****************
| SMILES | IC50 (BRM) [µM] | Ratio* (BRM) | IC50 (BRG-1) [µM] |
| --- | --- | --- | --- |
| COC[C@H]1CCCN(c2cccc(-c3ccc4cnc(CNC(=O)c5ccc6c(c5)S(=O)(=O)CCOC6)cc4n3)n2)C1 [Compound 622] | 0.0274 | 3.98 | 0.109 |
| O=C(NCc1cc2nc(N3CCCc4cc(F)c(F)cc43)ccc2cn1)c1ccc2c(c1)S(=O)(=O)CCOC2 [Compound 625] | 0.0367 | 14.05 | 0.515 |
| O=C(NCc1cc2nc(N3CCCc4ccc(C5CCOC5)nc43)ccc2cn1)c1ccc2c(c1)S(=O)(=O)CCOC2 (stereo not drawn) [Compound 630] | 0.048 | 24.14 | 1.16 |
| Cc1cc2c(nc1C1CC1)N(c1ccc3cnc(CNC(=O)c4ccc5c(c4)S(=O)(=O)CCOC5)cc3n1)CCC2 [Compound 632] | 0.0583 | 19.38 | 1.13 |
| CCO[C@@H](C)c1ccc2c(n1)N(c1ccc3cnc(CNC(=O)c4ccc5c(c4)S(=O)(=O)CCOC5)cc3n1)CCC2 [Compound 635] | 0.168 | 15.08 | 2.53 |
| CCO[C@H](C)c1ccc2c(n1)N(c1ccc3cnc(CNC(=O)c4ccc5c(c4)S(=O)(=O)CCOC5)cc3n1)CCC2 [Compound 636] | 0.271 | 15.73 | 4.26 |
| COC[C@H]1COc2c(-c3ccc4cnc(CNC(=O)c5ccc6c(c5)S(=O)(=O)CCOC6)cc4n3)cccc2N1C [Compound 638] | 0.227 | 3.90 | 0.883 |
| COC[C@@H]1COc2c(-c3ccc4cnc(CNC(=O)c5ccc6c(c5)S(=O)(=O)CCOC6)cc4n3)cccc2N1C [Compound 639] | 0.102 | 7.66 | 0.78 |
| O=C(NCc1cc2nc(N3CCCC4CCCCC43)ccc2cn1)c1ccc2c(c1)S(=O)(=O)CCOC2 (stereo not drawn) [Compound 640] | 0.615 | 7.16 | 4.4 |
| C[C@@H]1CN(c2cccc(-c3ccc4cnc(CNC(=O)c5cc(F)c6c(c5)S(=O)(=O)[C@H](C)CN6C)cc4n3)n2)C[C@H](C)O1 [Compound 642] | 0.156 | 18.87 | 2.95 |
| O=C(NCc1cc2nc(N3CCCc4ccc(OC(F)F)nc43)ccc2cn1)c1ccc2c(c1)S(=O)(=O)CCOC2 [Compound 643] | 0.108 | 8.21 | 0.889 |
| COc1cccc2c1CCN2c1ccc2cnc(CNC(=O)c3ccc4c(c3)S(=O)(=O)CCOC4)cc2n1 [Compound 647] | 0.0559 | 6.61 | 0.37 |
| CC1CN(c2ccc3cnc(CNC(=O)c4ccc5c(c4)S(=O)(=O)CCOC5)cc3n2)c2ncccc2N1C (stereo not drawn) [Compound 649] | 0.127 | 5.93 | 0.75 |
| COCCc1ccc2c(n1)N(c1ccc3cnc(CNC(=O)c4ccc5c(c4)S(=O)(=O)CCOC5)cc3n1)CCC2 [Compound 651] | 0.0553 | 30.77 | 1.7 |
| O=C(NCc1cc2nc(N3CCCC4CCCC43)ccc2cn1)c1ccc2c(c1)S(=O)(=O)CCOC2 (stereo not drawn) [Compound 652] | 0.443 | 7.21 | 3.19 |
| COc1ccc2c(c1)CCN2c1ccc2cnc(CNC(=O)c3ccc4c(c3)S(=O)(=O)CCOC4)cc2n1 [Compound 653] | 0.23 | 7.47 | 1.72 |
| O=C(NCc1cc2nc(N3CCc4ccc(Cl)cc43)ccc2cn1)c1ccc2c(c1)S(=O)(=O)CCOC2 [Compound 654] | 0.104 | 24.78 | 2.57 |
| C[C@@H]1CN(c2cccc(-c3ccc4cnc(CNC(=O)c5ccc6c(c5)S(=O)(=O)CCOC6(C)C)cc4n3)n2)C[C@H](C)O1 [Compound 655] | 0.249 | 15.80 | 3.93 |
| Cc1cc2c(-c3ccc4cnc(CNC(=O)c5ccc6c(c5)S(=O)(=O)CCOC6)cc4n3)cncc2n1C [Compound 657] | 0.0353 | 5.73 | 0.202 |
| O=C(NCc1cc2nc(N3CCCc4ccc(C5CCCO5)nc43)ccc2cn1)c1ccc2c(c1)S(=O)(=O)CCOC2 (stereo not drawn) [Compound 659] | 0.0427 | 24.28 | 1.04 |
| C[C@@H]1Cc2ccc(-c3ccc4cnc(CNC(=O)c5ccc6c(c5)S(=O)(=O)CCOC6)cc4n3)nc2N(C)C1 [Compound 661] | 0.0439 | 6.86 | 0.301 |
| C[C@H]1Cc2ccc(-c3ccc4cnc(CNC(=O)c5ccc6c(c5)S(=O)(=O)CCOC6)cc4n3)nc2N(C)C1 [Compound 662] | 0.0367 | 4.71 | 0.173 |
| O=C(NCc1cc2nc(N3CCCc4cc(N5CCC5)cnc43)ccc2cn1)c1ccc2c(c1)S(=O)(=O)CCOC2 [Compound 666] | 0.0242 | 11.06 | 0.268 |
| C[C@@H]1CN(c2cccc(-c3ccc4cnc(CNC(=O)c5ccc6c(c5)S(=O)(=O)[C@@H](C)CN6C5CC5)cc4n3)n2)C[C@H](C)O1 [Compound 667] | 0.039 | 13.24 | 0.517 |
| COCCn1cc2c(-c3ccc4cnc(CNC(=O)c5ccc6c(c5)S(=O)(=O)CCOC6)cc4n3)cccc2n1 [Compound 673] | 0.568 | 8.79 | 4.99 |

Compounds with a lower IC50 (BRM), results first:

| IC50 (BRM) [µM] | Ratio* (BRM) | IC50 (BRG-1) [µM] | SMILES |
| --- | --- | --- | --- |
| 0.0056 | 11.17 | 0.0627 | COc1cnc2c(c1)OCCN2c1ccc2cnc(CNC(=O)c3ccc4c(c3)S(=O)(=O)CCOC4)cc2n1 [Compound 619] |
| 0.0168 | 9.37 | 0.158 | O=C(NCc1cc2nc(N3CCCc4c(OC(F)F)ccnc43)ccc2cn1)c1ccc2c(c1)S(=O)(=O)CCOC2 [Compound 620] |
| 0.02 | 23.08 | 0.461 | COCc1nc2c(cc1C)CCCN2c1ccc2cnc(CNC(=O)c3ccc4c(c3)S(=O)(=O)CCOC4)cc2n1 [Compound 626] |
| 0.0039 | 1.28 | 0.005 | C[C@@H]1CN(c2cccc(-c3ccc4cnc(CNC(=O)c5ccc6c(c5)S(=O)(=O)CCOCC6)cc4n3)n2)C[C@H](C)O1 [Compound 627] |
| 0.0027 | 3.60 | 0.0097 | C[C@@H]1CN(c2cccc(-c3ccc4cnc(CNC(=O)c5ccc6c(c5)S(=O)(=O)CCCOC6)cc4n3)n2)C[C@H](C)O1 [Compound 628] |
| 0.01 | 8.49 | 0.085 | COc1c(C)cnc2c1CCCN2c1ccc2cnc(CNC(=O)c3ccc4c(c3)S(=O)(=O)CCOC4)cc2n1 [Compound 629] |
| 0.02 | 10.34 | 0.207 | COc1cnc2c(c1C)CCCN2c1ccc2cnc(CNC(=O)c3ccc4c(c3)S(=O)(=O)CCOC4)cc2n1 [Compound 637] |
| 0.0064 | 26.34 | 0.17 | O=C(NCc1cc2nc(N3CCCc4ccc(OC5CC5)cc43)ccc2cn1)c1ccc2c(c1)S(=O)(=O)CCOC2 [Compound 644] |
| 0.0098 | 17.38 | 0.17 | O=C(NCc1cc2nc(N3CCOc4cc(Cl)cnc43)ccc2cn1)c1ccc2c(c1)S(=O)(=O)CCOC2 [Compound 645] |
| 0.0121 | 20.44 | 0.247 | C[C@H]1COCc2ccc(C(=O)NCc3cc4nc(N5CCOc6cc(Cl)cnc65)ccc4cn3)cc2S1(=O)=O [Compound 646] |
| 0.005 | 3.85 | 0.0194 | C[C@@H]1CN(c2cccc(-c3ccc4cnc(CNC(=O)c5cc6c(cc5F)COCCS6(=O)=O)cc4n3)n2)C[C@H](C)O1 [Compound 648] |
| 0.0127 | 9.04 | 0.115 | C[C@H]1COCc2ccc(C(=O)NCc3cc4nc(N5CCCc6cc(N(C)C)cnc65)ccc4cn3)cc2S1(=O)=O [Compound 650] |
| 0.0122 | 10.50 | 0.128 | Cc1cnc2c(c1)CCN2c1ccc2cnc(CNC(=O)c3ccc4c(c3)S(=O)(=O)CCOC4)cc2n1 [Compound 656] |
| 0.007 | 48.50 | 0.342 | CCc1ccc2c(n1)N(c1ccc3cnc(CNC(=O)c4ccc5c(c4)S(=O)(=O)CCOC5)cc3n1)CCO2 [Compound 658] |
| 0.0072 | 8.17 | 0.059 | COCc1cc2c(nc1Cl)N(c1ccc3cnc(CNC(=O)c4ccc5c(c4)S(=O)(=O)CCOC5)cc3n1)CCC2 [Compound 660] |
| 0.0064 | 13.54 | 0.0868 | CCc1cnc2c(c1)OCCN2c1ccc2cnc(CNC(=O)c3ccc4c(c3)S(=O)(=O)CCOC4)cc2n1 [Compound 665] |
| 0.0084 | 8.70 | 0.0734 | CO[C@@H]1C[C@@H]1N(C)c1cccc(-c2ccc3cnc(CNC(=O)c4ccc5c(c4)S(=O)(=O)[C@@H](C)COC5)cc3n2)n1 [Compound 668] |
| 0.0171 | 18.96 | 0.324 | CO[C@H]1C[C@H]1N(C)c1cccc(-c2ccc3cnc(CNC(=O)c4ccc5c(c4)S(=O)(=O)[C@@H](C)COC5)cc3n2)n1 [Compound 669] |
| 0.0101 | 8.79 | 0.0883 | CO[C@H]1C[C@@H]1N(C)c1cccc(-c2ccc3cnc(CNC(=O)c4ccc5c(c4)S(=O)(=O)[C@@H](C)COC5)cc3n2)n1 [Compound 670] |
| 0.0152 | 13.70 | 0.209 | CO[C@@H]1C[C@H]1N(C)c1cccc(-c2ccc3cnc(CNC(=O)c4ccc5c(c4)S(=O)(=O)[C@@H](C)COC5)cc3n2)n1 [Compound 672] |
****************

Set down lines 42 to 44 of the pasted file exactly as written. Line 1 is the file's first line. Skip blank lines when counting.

| 0.0127 | 9.04 | 0.115 | C[C@H]1COCc2ccc(C(=O)NCc3cc4nc(N5CCCc6cc(N(C)C)cnc65)ccc4cn3)cc2S1(=O)=O [Compound 650] |
| 0.0122 | 10.50 | 0.128 | Cc1cnc2c(c1)CCN2c1ccc2cnc(CNC(=O)c3ccc4c(c3)S(=O)(=O)CCOC4)cc2n1 [Compound 656] |
| 0.007 | 48.50 | 0.342 | CCc1ccc2c(n1)N(c1ccc3cnc(CNC(=O)c4ccc5c(c4)S(=O)(=O)CCOC5)cc3n1)CCO2 [Compound 658] |